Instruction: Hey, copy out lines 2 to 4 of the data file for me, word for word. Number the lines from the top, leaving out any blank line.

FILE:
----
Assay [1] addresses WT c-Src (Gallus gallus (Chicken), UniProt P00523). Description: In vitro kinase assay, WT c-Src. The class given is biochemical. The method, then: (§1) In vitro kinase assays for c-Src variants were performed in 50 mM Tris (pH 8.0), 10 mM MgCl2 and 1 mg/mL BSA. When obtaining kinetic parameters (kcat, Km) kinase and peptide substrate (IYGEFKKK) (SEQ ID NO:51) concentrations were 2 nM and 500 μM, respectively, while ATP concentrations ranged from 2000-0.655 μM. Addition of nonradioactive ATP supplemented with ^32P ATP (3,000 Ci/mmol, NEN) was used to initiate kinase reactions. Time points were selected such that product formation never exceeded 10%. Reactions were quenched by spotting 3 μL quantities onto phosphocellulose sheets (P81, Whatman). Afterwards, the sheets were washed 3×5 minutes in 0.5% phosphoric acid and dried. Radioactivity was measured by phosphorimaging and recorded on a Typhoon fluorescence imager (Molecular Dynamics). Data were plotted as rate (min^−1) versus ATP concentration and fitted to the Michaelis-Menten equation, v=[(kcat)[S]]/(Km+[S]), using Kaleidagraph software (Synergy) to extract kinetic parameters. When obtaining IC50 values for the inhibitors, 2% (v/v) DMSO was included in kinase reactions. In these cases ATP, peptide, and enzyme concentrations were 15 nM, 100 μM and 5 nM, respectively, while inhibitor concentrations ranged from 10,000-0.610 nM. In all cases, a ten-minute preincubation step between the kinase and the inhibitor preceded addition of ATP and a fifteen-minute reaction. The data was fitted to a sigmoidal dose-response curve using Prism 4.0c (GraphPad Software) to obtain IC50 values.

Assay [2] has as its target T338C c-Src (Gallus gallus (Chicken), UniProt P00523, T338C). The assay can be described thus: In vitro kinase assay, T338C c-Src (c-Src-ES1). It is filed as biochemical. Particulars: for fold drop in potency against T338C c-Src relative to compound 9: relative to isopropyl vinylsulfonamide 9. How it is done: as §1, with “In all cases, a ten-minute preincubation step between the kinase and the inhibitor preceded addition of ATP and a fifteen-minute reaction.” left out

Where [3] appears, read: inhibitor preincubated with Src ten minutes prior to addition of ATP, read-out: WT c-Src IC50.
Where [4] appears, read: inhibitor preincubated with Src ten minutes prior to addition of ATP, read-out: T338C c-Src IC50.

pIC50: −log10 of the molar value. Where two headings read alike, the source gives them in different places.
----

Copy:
Assay [2] has as its target T338C c-Src (Gallus gallus (Chicken), UniProt P00523, T338C). The assay can be described thus: In vitro kinase assay, T338C c-Src (c-Src-ES1). It is filed as biochemical. Particulars: for fold drop in potency against T338C c-Src relative to compound 9: relative to isopropyl vinylsulfonamide 9. How it is done: as §1, with “In all cases, a ten-minute preincubation step between the kinase and the inhibitor preceded addition of ATP and a fifteen-minute reaction.” left out

Where [3] appears, read: inhibitor preincubated with Src ten minutes prior to addition of ATP, read-out: WT c-Src IC50.
Where [4] appears, read: inhibitor preincubated with Src ten minutes prior to addition of ATP, read-out: T338C c-Src IC50.